Shut Up! The Japanese Have Built A Speech-Jamming Gun

This may be the most innovative (and useful) non-lethal weapon invented till date: the speech jamming gun. It’s a great way to shut people up, literally and it works just like any other gun; you point, you aim, you shoot and you silence! Two Japanese researchers, Kazutaka Kurihara and Koji Tsukada from the National Institute of Advanced Industrial Science and Technology and Ochanomizu University respectively have come up with this marvelous invention.

A figure taken from the paper

The Silent Treatment

The principle is simple. A person’s speech is fed back to him with a slight delay of a few hundred milliseconds, using a mechanism called ‘Delayed Auditory Feedback’ (DAF). This can force the person to stop speaking. It exploits a well-known functionality of the brain called ‘auditory feedback’. The brain not only instructs speech, but also guides it, analyzing the every piece of vocal output. The trick is to stop the brain from hearing what actually comes out of our mouths. When the person’s own words are played back to him/her, the auditory cognition of the brain can be scrambled and, because it affects the logical cognitive processes in the brain, it becomes impossible to continue speaking!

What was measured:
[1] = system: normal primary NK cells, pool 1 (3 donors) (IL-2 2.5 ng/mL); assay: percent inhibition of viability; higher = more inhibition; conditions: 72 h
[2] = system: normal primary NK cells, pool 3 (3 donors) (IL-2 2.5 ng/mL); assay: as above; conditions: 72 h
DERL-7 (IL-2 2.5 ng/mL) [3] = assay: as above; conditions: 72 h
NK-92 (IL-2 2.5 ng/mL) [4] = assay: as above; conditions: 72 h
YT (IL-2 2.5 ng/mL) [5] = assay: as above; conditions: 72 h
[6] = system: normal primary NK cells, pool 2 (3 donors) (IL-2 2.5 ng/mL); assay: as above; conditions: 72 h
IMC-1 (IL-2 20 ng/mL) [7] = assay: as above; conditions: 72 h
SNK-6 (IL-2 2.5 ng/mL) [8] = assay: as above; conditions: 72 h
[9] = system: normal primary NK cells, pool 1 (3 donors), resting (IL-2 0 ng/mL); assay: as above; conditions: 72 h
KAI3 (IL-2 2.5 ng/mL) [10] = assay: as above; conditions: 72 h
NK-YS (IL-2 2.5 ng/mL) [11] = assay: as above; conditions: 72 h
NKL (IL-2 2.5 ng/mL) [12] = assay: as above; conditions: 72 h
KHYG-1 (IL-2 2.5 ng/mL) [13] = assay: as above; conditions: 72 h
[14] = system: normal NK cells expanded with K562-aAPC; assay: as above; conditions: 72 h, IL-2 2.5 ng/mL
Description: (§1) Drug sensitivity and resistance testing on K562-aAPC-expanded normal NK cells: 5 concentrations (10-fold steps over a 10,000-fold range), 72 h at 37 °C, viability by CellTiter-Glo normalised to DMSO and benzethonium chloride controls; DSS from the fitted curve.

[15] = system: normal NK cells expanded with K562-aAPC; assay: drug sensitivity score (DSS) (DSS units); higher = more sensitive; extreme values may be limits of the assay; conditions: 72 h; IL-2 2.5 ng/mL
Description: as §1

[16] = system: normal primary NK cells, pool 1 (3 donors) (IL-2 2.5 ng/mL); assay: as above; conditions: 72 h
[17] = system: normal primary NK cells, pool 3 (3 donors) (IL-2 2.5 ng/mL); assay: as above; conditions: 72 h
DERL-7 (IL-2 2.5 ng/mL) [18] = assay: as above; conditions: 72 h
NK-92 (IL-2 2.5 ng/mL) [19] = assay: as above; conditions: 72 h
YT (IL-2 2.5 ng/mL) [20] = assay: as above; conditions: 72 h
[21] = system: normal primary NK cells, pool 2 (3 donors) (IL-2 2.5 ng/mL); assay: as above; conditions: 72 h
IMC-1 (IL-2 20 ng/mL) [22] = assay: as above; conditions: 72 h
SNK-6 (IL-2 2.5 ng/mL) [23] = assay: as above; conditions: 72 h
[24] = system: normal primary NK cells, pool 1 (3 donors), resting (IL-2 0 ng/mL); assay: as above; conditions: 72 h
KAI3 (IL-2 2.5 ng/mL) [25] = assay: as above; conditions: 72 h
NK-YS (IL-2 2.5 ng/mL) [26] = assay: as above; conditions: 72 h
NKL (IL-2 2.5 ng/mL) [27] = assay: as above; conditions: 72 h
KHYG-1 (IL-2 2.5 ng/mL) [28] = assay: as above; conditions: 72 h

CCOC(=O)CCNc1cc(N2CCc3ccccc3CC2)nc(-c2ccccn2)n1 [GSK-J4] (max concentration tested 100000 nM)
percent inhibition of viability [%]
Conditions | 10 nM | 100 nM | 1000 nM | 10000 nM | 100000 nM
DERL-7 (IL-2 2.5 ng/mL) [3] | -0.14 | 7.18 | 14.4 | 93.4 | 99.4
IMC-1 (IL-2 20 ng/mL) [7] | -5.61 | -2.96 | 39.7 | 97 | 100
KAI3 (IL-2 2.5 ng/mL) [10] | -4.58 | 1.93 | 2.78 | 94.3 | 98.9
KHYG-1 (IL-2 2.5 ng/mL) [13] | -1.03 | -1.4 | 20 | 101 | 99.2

The invention finds a place in the Cornell University Archives. The arXiv paper, titled ‘SpeechJammer: A System Utilizing Artificial Speech Disturbance with Delayed Auditory Feedback’, can be found here.

The paper says:

In general, human speech is jammed by giving back to the speakers their own utterances at a delay of a few hundred milliseconds. This effect can disturb people without any physical discomfort, and disappears immediately by stop speaking.

One is merely limited by one’s own imagination as to how important and useful this instrument can turn out to be, especially in the hands of students in a classroom or in the hands of husbands in front of their wives. Enough said, time to stop talking.

Published by

Debjyoti Bardhan

Is a science geek, currently pursuing some sort of a degree (called a PhD) in Physics at TIFR, Mumbai. An enthusiastic but useless amateur photographer, his most favourite activity is simply lazing around. He is interested in all things interesting and scientific.